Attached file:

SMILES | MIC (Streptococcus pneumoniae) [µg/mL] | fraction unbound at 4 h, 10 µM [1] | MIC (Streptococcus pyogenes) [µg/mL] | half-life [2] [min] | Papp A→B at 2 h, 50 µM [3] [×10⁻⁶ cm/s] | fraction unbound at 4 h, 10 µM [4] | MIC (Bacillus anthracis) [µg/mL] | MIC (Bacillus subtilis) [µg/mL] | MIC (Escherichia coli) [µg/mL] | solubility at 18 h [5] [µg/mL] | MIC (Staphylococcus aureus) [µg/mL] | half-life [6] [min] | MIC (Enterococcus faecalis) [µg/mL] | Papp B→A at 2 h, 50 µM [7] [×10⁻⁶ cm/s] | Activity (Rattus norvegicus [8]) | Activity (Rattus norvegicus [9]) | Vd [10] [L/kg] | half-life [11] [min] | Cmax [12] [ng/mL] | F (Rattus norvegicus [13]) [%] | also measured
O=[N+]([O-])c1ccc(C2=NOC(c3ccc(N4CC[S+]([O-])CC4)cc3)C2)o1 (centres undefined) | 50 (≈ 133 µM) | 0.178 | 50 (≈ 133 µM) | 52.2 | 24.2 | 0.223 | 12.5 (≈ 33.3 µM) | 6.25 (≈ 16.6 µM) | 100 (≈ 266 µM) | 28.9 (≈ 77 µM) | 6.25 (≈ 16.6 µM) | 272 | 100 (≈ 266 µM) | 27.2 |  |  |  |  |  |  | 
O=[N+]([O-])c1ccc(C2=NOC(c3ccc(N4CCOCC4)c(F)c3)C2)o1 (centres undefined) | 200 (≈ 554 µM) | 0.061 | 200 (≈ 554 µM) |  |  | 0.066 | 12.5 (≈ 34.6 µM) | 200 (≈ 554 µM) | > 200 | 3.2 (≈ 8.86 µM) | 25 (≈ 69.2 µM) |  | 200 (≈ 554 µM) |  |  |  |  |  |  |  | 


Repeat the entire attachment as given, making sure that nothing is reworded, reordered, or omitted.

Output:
SMILES | MIC (Streptococcus pneumoniae) [µg/mL] | fraction unbound at 4 h, 10 µM [1] | MIC (Streptococcus pyogenes) [µg/mL] | half-life [2] [min] | Papp A→B at 2 h, 50 µM [3] [×10⁻⁶ cm/s] | fraction unbound at 4 h, 10 µM [4] | MIC (Bacillus anthracis) [µg/mL] | MIC (Bacillus subtilis) [µg/mL] | MIC (Escherichia coli) [µg/mL] | solubility at 18 h [5] [µg/mL] | MIC (Staphylococcus aureus) [µg/mL] | half-life [6] [min] | MIC (Enterococcus faecalis) [µg/mL] | Papp B→A at 2 h, 50 µM [7] [×10⁻⁶ cm/s] | Activity (Rattus norvegicus [8]) | Activity (Rattus norvegicus [9]) | Vd [10] [L/kg] | half-life [11] [min] | Cmax [12] [ng/mL] | F (Rattus norvegicus [13]) [%] | also measured
O=[N+]([O-])c1ccc(C2=NOC(c3ccc(N4CC[S+]([O-])CC4)cc3)C2)o1 (centres undefined) | 50 (≈ 133 µM) | 0.178 | 50 (≈ 133 µM) | 52.2 | 24.2 | 0.223 | 12.5 (≈ 33.3 µM) | 6.25 (≈ 16.6 µM) | 100 (≈ 266 µM) | 28.9 (≈ 77 µM) | 6.25 (≈ 16.6 µM) | 272 | 100 (≈ 266 µM) | 27.2 |  |  |  |  |  |  | 
O=[N+]([O-])c1ccc(C2=NOC(c3ccc(N4CCOCC4)c(F)c3)C2)o1 (centres undefined) | 200 (≈ 554 µM) | 0.061 | 200 (≈ 554 µM) |  |  | 0.066 | 12.5 (≈ 34.6 µM) | 200 (≈ 554 µM) | > 200 | 3.2 (≈ 8.86 µM) | 25 (≈ 69.2 µM) |  | 200 (≈ 554 µM) |  |  |  |  |  |  |  | 